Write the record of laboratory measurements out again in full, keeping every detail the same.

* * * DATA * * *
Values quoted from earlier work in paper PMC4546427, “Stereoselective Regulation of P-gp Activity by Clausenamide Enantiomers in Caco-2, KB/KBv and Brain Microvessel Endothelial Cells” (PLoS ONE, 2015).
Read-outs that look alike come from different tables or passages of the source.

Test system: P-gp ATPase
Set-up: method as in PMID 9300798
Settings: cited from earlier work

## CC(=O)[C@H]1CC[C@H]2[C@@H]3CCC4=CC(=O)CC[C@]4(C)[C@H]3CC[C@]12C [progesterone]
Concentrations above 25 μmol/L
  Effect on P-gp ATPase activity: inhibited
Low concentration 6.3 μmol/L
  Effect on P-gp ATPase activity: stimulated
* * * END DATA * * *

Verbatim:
Values quoted from earlier work in paper PMC4546427, “Stereoselective Regulation of P-gp Activity by Clausenamide Enantiomers in Caco-2, KB/KBv and Brain Microvessel Endothelial Cells” (PLoS ONE, 2015).
Read-outs that look alike come from different tables or passages of the source.

Test system: P-gp ATPase
Set-up: method as in PMID 9300798
Settings: cited from earlier work

## CC(=O)[C@H]1CC[C@H]2[C@@H]3CCC4=CC(=O)CC[C@]4(C)[C@H]3CC[C@]12C [progesterone]
Concentrations above 25 μmol/L
  Effect on P-gp ATPase activity: inhibited
Low concentration 6.3 μmol/L
  Effect on P-gp ATPase activity: stimulated